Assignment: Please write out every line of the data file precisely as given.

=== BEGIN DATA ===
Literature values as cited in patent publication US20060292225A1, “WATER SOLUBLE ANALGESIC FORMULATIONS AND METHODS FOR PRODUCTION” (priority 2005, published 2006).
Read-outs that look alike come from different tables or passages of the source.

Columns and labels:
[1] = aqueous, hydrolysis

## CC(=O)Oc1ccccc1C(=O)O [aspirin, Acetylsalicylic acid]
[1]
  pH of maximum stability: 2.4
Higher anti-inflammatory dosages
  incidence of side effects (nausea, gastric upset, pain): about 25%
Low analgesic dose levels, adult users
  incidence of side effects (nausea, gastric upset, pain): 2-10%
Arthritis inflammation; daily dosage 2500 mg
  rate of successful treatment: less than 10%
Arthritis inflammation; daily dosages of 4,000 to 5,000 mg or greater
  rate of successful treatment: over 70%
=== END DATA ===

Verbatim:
Literature values as cited in patent publication US20060292225A1, “WATER SOLUBLE ANALGESIC FORMULATIONS AND METHODS FOR PRODUCTION” (priority 2005, published 2006).
Read-outs that look alike come from different tables or passages of the source.

Columns and labels:
[1] = aqueous, hydrolysis

## CC(=O)Oc1ccccc1C(=O)O [aspirin, Acetylsalicylic acid]
[1]
  pH of maximum stability: 2.4
Higher anti-inflammatory dosages
  incidence of side effects (nausea, gastric upset, pain): about 25%
Low analgesic dose levels, adult users
  incidence of side effects (nausea, gastric upset, pain): 2-10%
Arthritis inflammation; daily dosage 2500 mg
  rate of successful treatment: less than 10%
Arthritis inflammation; daily dosages of 4,000 to 5,000 mg or greater
  rate of successful treatment: over 70%